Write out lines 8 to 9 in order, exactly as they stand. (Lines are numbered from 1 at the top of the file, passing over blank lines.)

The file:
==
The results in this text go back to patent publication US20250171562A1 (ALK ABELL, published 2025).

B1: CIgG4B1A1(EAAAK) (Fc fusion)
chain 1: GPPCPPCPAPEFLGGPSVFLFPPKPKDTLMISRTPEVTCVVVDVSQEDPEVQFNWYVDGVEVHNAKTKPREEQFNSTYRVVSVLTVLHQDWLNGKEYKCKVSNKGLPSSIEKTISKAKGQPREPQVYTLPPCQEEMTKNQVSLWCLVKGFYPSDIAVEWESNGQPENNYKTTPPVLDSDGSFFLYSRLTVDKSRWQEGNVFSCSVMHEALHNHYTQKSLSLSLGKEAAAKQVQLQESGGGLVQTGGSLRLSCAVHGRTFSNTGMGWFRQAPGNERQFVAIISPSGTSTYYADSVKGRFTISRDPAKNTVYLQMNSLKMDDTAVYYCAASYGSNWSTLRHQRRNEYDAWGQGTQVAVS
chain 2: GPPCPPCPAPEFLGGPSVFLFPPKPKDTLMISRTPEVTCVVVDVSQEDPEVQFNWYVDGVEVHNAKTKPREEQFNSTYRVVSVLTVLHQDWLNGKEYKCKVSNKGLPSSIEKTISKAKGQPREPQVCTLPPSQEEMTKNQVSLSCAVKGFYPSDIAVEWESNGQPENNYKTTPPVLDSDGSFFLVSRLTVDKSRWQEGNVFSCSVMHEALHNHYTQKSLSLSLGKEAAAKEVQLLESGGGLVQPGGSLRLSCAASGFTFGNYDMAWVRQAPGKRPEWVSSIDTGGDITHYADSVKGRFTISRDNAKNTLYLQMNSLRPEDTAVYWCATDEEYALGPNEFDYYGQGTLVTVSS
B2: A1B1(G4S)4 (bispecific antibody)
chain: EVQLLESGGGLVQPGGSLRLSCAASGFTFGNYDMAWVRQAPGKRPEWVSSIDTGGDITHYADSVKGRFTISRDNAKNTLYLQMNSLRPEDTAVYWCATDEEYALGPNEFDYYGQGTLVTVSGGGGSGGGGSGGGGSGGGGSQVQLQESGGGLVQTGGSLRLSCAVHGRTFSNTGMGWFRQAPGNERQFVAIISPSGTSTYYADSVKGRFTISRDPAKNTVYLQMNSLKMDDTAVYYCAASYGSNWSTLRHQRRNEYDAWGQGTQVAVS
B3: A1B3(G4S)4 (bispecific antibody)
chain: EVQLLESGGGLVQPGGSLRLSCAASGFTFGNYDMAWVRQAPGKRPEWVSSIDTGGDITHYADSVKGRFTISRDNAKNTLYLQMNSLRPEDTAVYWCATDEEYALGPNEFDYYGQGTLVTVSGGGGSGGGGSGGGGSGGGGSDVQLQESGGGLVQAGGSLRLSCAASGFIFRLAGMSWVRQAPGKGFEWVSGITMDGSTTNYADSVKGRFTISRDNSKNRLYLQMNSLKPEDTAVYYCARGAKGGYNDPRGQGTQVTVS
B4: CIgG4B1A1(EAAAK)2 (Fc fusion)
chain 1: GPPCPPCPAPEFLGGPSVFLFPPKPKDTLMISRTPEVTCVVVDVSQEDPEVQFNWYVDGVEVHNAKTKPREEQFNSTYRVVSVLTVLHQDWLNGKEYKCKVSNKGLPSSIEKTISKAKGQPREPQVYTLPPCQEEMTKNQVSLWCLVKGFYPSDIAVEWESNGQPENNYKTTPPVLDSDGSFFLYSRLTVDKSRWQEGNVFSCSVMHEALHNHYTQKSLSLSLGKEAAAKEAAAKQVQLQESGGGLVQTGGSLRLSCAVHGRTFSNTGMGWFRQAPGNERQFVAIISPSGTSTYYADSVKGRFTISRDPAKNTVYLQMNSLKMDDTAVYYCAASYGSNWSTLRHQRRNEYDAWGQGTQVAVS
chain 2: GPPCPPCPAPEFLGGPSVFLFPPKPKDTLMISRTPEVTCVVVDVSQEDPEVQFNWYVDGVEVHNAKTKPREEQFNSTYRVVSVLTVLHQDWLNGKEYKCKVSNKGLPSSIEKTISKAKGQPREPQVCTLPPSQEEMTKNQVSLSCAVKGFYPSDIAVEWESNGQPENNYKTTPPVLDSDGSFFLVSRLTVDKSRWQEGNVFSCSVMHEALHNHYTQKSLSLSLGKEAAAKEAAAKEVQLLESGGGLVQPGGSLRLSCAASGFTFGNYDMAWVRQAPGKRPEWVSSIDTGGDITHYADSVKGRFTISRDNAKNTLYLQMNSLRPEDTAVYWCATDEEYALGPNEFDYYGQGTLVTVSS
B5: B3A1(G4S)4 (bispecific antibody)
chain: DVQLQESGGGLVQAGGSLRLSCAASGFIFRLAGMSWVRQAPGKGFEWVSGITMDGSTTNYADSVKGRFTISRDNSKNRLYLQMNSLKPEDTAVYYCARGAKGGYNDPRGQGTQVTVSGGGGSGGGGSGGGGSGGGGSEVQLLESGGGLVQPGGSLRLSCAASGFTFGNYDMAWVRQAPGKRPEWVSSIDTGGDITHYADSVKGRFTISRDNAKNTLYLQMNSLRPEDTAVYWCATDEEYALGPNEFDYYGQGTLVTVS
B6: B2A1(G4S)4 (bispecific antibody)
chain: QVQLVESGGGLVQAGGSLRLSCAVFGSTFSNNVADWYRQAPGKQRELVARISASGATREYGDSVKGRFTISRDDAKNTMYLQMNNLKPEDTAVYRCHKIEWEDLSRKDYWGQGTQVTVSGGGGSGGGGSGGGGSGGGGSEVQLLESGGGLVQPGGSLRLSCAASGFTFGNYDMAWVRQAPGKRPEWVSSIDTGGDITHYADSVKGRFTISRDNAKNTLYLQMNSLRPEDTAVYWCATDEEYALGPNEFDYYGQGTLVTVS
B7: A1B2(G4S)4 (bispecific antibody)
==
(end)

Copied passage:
chain: EVQLLESGGGLVQPGGSLRLSCAASGFTFGNYDMAWVRQAPGKRPEWVSSIDTGGDITHYADSVKGRFTISRDNAKNTLYLQMNSLRPEDTAVYWCATDEEYALGPNEFDYYGQGTLVTVSGGGGSGGGGSGGGGSGGGGSDVQLQESGGGLVQAGGSLRLSCAASGFIFRLAGMSWVRQAPGKGFEWVSGITMDGSTTNYADSVKGRFTISRDNSKNRLYLQMNSLKPEDTAVYYCARGAKGGYNDPRGQGTQVTVS
B4: CIgG4B1A1(EAAAK)2 (Fc fusion)